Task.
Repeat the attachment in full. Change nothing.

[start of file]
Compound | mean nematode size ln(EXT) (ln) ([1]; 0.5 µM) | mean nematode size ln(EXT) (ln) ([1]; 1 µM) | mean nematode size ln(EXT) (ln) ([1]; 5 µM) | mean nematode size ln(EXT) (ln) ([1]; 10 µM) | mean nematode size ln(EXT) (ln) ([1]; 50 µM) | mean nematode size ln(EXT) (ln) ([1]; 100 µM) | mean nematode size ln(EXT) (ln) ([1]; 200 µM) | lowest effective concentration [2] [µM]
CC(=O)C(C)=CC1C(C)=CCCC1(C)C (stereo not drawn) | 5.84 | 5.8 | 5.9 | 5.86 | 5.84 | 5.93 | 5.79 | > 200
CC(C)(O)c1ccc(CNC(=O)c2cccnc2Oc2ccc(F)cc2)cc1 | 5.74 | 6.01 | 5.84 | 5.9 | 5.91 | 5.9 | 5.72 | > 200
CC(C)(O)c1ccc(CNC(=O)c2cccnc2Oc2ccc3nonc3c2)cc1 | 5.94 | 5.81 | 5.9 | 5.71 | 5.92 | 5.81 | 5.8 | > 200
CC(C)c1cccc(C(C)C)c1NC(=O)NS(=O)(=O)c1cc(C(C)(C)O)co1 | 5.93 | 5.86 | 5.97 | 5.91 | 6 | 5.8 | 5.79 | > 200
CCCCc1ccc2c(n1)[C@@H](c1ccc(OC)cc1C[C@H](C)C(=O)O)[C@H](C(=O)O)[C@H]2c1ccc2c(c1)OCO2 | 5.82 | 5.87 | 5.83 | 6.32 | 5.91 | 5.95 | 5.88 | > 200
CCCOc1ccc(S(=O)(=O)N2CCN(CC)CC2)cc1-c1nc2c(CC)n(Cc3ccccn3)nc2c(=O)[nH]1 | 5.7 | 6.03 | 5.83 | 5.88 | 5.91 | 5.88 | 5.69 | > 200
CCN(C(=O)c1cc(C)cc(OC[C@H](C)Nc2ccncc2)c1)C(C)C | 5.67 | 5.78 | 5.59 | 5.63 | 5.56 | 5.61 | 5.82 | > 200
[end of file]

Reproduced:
Compound | mean nematode size ln(EXT) (ln) ([1]; 0.5 µM) | mean nematode size ln(EXT) (ln) ([1]; 1 µM) | mean nematode size ln(EXT) (ln) ([1]; 5 µM) | mean nematode size ln(EXT) (ln) ([1]; 10 µM) | mean nematode size ln(EXT) (ln) ([1]; 50 µM) | mean nematode size ln(EXT) (ln) ([1]; 100 µM) | mean nematode size ln(EXT) (ln) ([1]; 200 µM) | lowest effective concentration [2] [µM]
CC(=O)C(C)=CC1C(C)=CCCC1(C)C (stereo not drawn) | 5.84 | 5.8 | 5.9 | 5.86 | 5.84 | 5.93 | 5.79 | > 200
CC(C)(O)c1ccc(CNC(=O)c2cccnc2Oc2ccc(F)cc2)cc1 | 5.74 | 6.01 | 5.84 | 5.9 | 5.91 | 5.9 | 5.72 | > 200
CC(C)(O)c1ccc(CNC(=O)c2cccnc2Oc2ccc3nonc3c2)cc1 | 5.94 | 5.81 | 5.9 | 5.71 | 5.92 | 5.81 | 5.8 | > 200
CC(C)c1cccc(C(C)C)c1NC(=O)NS(=O)(=O)c1cc(C(C)(C)O)co1 | 5.93 | 5.86 | 5.97 | 5.91 | 6 | 5.8 | 5.79 | > 200
CCCCc1ccc2c(n1)[C@@H](c1ccc(OC)cc1C[C@H](C)C(=O)O)[C@H](C(=O)O)[C@H]2c1ccc2c(c1)OCO2 | 5.82 | 5.87 | 5.83 | 6.32 | 5.91 | 5.95 | 5.88 | > 200
CCCOc1ccc(S(=O)(=O)N2CCN(CC)CC2)cc1-c1nc2c(CC)n(Cc3ccccn3)nc2c(=O)[nH]1 | 5.7 | 6.03 | 5.83 | 5.88 | 5.91 | 5.88 | 5.69 | > 200
CCN(C(=O)c1cc(C)cc(OC[C@H](C)Nc2ccncc2)c1)C(C)C | 5.67 | 5.78 | 5.59 | 5.63 | 5.56 | 5.61 | 5.82 | > 200